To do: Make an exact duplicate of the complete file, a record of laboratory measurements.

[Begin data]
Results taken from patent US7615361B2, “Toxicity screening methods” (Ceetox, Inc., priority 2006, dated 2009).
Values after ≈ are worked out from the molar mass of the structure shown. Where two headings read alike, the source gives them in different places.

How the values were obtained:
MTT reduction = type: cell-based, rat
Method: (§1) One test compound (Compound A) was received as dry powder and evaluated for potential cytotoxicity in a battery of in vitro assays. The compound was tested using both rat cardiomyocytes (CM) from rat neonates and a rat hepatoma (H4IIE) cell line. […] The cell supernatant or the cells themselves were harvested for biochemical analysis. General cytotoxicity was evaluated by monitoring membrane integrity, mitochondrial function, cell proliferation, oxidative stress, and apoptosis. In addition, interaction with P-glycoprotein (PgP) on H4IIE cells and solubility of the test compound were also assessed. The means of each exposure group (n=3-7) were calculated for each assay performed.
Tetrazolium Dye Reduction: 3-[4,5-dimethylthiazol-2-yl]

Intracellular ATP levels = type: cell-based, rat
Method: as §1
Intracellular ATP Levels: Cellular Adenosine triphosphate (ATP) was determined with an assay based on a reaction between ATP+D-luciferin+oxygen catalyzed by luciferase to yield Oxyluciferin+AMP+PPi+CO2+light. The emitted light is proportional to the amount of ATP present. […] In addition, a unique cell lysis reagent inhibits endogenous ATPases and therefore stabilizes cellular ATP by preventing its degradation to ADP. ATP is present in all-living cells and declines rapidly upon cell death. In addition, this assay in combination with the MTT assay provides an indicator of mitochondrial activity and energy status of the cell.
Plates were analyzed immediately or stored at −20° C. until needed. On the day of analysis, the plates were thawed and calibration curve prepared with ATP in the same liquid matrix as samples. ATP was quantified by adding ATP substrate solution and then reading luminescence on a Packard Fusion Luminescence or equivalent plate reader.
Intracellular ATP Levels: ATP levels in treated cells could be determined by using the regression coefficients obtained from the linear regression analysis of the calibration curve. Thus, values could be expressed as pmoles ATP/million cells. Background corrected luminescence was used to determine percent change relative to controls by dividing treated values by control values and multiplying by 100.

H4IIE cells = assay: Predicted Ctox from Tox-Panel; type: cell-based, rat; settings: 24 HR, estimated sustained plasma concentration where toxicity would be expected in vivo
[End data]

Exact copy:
Results taken from patent US7615361B2, “Toxicity screening methods” (Ceetox, Inc., priority 2006, dated 2009).
Values after ≈ are worked out from the molar mass of the structure shown. Where two headings read alike, the source gives them in different places.

How the values were obtained:
MTT reduction = type: cell-based, rat
Method: (§1) One test compound (Compound A) was received as dry powder and evaluated for potential cytotoxicity in a battery of in vitro assays. The compound was tested using both rat cardiomyocytes (CM) from rat neonates and a rat hepatoma (H4IIE) cell line. […] The cell supernatant or the cells themselves were harvested for biochemical analysis. General cytotoxicity was evaluated by monitoring membrane integrity, mitochondrial function, cell proliferation, oxidative stress, and apoptosis. In addition, interaction with P-glycoprotein (PgP) on H4IIE cells and solubility of the test compound were also assessed. The means of each exposure group (n=3-7) were calculated for each assay performed.
Tetrazolium Dye Reduction: 3-[4,5-dimethylthiazol-2-yl]

Intracellular ATP levels = type: cell-based, rat
Method: as §1
Intracellular ATP Levels: Cellular Adenosine triphosphate (ATP) was determined with an assay based on a reaction between ATP+D-luciferin+oxygen catalyzed by luciferase to yield Oxyluciferin+AMP+PPi+CO2+light. The emitted light is proportional to the amount of ATP present. […] In addition, a unique cell lysis reagent inhibits endogenous ATPases and therefore stabilizes cellular ATP by preventing its degradation to ADP. ATP is present in all-living cells and declines rapidly upon cell death. In addition, this assay in combination with the MTT assay provides an indicator of mitochondrial activity and energy status of the cell.
Plates were analyzed immediately or stored at −20° C. until needed. On the day of analysis, the plates were thawed and calibration curve prepared with ATP in the same liquid matrix as samples. ATP was quantified by adding ATP substrate solution and then reading luminescence on a Packard Fusion Luminescence or equivalent plate reader.
Intracellular ATP Levels: ATP levels in treated cells could be determined by using the regression coefficients obtained from the linear regression analysis of the calibration curve. Thus, values could be expressed as pmoles ATP/million cells. Background corrected luminescence was used to determine percent change relative to controls by dividing treated values by control values and multiplying by 100.

H4IIE cells = assay: Predicted Ctox from Tox-Panel; type: cell-based, rat; settings: 24 HR, estimated sustained plasma concentration where toxicity would be expected in vivo